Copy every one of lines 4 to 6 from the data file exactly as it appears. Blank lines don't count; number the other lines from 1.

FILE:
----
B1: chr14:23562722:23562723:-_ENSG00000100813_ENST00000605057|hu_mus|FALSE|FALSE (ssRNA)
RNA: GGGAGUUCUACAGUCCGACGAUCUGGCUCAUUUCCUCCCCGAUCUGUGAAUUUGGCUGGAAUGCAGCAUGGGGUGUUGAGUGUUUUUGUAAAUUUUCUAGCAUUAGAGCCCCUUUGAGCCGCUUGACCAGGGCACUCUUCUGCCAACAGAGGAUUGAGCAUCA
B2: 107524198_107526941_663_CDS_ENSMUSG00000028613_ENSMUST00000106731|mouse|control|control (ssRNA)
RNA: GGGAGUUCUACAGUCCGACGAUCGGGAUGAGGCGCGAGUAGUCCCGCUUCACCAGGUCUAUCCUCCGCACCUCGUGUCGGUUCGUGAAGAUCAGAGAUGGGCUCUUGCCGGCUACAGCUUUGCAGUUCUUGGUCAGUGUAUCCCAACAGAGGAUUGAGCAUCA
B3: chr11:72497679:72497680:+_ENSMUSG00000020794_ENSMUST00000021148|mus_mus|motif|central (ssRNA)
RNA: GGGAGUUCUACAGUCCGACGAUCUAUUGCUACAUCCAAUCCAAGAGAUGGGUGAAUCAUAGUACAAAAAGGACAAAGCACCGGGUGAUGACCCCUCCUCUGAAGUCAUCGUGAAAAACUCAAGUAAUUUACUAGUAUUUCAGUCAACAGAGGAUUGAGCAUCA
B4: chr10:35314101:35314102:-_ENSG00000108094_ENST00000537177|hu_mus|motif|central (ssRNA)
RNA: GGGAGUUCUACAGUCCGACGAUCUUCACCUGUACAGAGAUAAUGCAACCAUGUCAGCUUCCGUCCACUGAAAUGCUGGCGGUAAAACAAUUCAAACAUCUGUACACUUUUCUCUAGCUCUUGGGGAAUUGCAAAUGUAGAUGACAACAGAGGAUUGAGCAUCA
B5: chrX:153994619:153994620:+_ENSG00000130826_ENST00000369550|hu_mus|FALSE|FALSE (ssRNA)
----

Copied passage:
RNA: GGGAGUUCUACAGUCCGACGAUCGGGAUGAGGCGCGAGUAGUCCCGCUUCACCAGGUCUAUCCUCCGCACCUCGUGUCGGUUCGUGAAGAUCAGAGAUGGGCUCUUGCCGGCUACAGCUUUGCAGUUCUUGGUCAGUGUAUCCCAACAGAGGAUUGAGCAUCA
B3: chr11:72497679:72497680:+_ENSMUSG00000020794_ENSMUST00000021148|mus_mus|motif|central (ssRNA)
RNA: GGGAGUUCUACAGUCCGACGAUCUAUUGCUACAUCCAAUCCAAGAGAUGGGUGAAUCAUAGUACAAAAAGGACAAAGCACCGGGUGAUGACCCCUCCUCUGAAGUCAUCGUGAAAAACUCAAGUAAUUUACUAGUAUUUCAGUCAACAGAGGAUUGAGCAUCA